Divorce is a very heavy word. It creates a great amount of stress; it breaks up homes and families (immediate or extended); it carries a social stigma in conservative societies, such as Greece still; it drains resources, both financial and emotional; it consumes time and effort.
On the other hand, divorce is also a very light word. It gives freedom; it eliminates further conflict; it ends a broken-beyond- -repair relationship; it gives a chance for new beginnings.
A good divorce is always better than a bad marriage.
One thing is certain, special care should always be given to the innocent parties, the children. They should not have to bear any cost or suffer any collateral damage. That’s my number one priority in handling divorce cases throughout the years.
Feel free to ask questions in the comments below.
Other articles by Christos Kiosses:
He is a Foreign Legal Consultant within the Law Offices of George C. Xamplas, serving the needs of Greeks living in the larger Chicago area and beyond with any legal issues they might have in Greece.
Prior to moving to the US, Christos practiced law for 20 years in Greece. A member of the Thessaloniki Bar Association since 1996, he has extensive experience in litigation, counseling, legal practice and negotiations. He is licensed to practice in Illinois, in Greece, and the European Union.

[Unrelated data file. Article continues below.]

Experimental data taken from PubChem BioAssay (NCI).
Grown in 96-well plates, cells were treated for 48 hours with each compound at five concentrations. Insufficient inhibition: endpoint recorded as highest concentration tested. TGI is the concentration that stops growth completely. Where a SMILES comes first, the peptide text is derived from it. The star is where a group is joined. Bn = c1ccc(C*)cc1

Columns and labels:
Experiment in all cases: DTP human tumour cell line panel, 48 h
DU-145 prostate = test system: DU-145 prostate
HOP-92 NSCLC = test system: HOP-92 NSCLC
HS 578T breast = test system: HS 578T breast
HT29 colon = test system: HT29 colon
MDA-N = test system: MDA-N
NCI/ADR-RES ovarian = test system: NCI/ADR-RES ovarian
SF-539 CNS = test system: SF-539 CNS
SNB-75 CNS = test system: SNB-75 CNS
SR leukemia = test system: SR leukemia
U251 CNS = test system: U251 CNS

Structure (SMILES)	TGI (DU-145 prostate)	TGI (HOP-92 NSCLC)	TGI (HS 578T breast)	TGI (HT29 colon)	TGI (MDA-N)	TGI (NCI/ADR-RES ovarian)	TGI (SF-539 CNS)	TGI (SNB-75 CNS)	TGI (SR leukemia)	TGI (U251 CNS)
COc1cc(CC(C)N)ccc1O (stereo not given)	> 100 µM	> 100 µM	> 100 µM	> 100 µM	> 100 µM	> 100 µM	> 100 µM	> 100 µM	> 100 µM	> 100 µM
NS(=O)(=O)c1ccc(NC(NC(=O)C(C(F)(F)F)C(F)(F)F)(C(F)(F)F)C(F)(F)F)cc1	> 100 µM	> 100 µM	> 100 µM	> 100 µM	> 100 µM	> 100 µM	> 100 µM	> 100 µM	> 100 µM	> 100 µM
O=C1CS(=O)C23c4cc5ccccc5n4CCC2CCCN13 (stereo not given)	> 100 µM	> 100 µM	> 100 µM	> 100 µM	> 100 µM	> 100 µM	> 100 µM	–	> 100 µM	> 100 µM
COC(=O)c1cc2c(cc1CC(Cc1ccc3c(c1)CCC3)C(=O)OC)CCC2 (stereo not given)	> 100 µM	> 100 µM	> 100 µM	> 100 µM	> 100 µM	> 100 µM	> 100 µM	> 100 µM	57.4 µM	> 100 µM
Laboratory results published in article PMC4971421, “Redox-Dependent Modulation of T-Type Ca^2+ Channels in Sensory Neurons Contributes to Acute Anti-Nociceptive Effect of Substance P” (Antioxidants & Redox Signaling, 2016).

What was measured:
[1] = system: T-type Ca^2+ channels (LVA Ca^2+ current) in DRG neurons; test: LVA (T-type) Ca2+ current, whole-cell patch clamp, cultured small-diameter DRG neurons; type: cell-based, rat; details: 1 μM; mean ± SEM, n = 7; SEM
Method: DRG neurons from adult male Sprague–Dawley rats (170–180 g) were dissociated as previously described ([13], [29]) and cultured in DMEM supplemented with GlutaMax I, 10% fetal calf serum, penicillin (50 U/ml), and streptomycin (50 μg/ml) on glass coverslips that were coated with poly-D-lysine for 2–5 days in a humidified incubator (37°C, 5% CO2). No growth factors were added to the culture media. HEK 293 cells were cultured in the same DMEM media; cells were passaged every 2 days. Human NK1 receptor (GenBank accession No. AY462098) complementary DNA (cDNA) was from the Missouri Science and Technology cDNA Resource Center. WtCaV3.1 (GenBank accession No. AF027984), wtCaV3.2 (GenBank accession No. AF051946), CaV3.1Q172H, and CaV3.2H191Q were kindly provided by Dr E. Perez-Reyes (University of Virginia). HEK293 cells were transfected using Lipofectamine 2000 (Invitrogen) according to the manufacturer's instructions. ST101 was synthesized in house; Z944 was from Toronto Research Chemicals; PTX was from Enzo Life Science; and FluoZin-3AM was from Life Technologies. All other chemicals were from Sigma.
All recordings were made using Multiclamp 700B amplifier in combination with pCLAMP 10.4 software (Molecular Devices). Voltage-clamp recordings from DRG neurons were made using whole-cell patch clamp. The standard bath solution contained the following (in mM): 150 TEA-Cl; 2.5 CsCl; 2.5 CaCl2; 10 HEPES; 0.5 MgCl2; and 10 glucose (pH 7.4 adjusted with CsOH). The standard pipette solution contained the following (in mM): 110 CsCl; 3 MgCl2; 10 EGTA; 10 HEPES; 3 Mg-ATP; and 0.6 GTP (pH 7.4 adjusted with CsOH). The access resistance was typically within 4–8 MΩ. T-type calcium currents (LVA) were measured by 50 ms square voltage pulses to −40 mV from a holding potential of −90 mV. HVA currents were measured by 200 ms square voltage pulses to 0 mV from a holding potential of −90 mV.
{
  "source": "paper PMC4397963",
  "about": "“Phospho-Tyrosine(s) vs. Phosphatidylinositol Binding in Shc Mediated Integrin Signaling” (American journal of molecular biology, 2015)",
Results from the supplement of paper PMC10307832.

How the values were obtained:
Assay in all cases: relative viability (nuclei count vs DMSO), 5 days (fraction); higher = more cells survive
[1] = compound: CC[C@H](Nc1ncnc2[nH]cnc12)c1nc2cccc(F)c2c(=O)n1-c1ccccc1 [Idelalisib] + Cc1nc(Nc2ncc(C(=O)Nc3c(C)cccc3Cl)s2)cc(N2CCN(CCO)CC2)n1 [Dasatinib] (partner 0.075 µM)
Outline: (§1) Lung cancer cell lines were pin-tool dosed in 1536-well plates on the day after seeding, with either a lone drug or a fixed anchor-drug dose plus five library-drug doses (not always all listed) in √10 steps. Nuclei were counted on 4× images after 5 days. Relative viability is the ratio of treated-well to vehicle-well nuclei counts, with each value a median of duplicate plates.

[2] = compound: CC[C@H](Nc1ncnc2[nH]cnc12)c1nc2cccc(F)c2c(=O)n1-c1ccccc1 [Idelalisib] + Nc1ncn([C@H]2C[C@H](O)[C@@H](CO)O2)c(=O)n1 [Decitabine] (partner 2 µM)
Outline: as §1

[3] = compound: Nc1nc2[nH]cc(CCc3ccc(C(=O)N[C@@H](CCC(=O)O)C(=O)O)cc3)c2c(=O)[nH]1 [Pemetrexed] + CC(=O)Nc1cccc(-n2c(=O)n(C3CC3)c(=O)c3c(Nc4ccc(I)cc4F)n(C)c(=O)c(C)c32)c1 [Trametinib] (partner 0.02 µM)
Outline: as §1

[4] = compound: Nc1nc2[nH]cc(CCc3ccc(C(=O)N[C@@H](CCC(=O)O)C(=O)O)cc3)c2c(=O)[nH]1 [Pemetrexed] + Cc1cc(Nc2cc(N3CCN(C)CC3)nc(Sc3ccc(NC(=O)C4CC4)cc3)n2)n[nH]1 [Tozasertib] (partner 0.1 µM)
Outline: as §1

He specializes in the fields of Real Estate Law, Inheritance and Tax Law, Commercial and Civil Law, as well as Intellectual Property Law and Family Law. He also has experience litigating a variety of commercial and business-related claims and liability matters.
Christos has handled successfully a wide variety of cornerstone cases, creating in the process legal precedent in the Greek Legal System. Some examples include: battling fraudulent companies in a nationwide time-sharing scheme scandal, saving countless individuals in the process; achieving a landmark case against the Hellenic Mapping and Cadastral Organization, paving the way for hundreds of homeowners to reclaim their properties.
He is also an accredited US and EU civil and commercial mediator. In that capacity, he was involved in numerous successful courtside mediations.
Christos blogs on legal topics of interest to Greek Americans, at kiossesblog.com, and discusses these topics on a weekly radio show, The Chicago Greek Hours with Sotiris Rekoumis, which airs on Thursdays at 9:00 am (CST).
Latest posts by Christos Kiosses (see all)
- Greek-American Legal Topics: Judicial Guardianship - August 24, 2016
- Greek-American Legal Topics: Getting a Greek Divorce - June 20, 2016
- Greek-American Legal Topics: Greek Citizenship - May 12, 2016